Sunday Times has this article today. It contains at least 3 errors in what it says about Trading 212. The article is mainly about Freetrade.
What are the alternatives?
Trading 212 also charges no platform or trading fee. It makes money through the spread between the buy and sell price of a share and you also pay a currency conversion fee for non-UK shares.
Trading 212 also warns that some customer funds may be held in non-UK bank accounts so the FSCS may not apply. Freetrade is fully covered by the FSCS.
When I tried to add a comment that very politely pointed out errors in these statements, it was blocked, marked “pending approval”. It was eventually approved two hours after positing.
Those who have access to the Times may wish to read the article. I may be wrong, but it reads very much as if the author, Ali Hussain, researched the entire article by talking to someone at Freetrade and believed everything he was told,
The last point may not be 100% accurate but seems to be from a mis understanding. Your shares may not be held in a trust as they are supposed to be so may be for example sold to pay for 212 debts in the case of insolvency. Fscs isn’t guaranteed to cover this, and certainly won’t cover this if you go over the 85k in total fees and losses. (It’s in the terms and conditions)
Edit: oh and they’re talking about funds there not stocks, funds could be held in a foreign bank account? If that’s the case they may be correct
The information shared in the article is not accurate, as you have pointed out. We already took measures to contact them so that we can avoid the potential confusion of the readers.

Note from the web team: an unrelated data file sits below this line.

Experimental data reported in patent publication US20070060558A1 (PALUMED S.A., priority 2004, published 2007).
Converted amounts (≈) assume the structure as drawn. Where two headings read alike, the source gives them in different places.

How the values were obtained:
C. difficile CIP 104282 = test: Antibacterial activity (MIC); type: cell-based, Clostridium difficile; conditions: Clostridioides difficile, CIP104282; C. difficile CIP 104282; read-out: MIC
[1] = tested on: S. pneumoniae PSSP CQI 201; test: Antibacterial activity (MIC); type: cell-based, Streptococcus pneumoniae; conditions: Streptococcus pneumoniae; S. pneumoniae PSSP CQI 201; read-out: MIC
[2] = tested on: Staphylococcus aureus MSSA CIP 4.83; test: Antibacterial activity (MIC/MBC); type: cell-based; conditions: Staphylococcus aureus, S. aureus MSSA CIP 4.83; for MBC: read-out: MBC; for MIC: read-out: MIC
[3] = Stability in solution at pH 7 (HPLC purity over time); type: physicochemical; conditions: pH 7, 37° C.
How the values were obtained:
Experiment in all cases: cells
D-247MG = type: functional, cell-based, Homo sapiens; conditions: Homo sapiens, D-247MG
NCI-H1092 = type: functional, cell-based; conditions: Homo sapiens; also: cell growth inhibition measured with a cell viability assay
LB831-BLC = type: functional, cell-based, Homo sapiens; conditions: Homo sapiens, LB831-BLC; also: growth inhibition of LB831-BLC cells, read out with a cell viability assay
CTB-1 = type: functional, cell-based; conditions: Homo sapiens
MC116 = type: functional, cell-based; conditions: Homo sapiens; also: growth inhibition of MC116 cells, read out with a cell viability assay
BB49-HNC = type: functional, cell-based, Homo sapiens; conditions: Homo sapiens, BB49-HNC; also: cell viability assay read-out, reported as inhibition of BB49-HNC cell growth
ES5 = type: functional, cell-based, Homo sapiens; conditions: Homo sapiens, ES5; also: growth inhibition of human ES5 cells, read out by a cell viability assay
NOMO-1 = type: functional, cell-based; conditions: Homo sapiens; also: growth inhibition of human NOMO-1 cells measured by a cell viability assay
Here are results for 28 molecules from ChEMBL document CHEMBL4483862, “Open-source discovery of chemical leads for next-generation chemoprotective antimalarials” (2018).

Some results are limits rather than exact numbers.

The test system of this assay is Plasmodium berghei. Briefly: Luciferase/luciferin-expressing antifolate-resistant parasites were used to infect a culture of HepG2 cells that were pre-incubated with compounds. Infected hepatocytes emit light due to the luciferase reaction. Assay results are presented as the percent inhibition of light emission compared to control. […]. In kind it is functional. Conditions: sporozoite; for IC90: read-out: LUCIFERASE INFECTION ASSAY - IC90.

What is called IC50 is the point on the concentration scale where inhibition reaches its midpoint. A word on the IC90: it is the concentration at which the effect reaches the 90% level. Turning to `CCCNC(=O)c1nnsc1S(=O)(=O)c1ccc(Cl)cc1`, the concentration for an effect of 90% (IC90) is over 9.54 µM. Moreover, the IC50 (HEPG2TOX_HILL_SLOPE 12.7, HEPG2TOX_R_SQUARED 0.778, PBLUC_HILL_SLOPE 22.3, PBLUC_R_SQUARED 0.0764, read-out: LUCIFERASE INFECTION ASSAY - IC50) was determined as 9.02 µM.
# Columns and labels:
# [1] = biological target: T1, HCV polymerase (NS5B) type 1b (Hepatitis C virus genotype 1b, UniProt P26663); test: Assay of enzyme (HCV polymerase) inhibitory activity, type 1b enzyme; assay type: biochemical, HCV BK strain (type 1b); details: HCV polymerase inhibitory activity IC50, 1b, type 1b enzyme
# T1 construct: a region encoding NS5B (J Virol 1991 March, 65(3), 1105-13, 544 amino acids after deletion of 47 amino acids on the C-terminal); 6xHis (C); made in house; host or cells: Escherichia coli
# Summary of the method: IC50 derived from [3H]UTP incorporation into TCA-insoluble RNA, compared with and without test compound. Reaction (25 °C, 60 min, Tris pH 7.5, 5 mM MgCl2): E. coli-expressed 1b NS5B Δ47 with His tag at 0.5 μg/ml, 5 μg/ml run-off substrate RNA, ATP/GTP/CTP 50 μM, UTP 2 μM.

To sum up:
We charge no fees whatsoever.
100% of client money is held in the UK banks, hence our clients have no risk associated with non-UK banks. We have never actually held a client money bank account outside of the UK and we do not intend to so in the future.
On a side note - about the FSCS coverage. Let’s be as clear as they are on the FSCS website - if a firm is FCA or PRA regulated, the FSCS compensation scheme covers it for its activity. As you can see from their website, the conditions are not referring to where the money is being held, neither to where a client is based. All FCA regulated brokers use the same FSCS coverage. Keep in mind that FSCS specifically say that they would cover any client money shortfall, confirming that they are the last line of defence for your investments and funds.
Meanwhile - all of your funds and investment are ring-fenced and segregated in client accounts. Even in the unlikely event of default (let’s not forget we are a profitable and debt-free company, not relying on funding rounds) your funds and investments cannot be touched by creditors and you will get them back.
And for those of you who actually want to know how things work and like to do your own research, it might be worth looking into the funding of FSCS. Each FCA/PRA regulated firm pays an annual fee to the FSCS, based on the size of the company business. The more we grow, the larger part of our profit we pay to the FSCS fund and its running costs.
@Richard.W Thank you for your support and interest in ensuring that all information in the article is accurate.